If it sounds like we are coming across strongly, it’s because we care about the humane treatment of pets. It is understandable for pet owners to be anxious about placing their pets under anesthesia. However, the risk of anesthetic procedures has been greatly reduced with pre-anesthetic blood panel testing, advanced anesthetic monitoring, IV fluid administration during procedures and the usage of modern gas anesthetics and advanced anesthetic agents. With the prevalence and extremely negative impact of dental disease in pets, I am far more concerned about periodontal disease being the cause of a pet’s demise than the risk of complications in a present-day, safely performed anesthetic procedure.

As you can tell, AFD procedures should not be performed for numerous reasons.

  • Only supragingival (above the gum line) calculus can be removed, while the most detrimental plaque is subgingival (below the gum line).
  • AFD scalings leave a roughened more plaque-retentive surface since an adequate polishing of the tooth surface is not possible. This will only allow calculus to reform faster after an AFD.
  • Dental radiographs and a complete veterinary oral examination is not possible without anesthesia and painful conditions will go undiagnosed and untreated.
  • Pet owners are given a false sense of security because their pets’ teeth may be whiter, while painful problems below the gum line go unchecked.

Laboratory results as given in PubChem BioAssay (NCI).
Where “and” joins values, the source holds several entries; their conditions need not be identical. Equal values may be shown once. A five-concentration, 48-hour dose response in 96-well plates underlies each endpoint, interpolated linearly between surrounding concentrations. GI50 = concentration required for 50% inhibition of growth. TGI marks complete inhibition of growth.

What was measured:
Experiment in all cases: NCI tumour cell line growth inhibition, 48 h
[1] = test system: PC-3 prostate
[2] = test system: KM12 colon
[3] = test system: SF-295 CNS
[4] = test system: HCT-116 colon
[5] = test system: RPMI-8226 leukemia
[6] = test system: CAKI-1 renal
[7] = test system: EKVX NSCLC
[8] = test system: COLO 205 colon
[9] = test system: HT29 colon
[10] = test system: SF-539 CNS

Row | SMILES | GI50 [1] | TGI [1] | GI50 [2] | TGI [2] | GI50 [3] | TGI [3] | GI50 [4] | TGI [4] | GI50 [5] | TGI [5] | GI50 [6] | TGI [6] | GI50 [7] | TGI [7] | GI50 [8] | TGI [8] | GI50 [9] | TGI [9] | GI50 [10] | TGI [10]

With these facts in mind, sadly, many of the providers of AFD procedures prey upon the pet owners fear of anesthesia and falsely assure them that their pets are better off with an AFD having been performed.


Why is My Pet Not Showing Pain if They have Dental Disease?


Over the years I have had numerous dog and cat patients who have had AFD procedures performed annually for many years only for me to diagnose countless painful problems, such as abscessed teeth, that have obviously been present for many years. Animals are reluctant to show pain the way a human will. It goes against the very real predator-prey makeup of their genetics. To show pain is to show weakness and to show weakness is to be more susceptible as prey even for a domestic indoor pet. For this reason, pet owners will falsely assume their pets are not experiencing pain because they are still eating. However, the genetic drive to continue to eat is so strong they simply will not give it up in the face of significant dental pain.


We Practice Safe and Thorough Veterinary Dental Techniques


The great satisfaction of my career has been to relieve animal suffering. There are few more impactful ways to do this than through the diagnosis and treatment of previously undiagnosed dental disease. If you have any questions about safe and effective dental cleanings, diagnostics and treatments performed on your pet, please do not hesitate to contact us at Animal Dental Care and Oral Surgery at (719) 536-9949.

Additionally, an excellent resource available to pet owners and veterinarians regarding AFDs at the website for the American Veterinary Dental College (www.avdc.org). This site clearly outlines why the leading organization for veterinary dental care stands firmly against these procedures and how it is committed to helping pet owners and their veterinarians provide the best in oral health care for their pets and patients alike.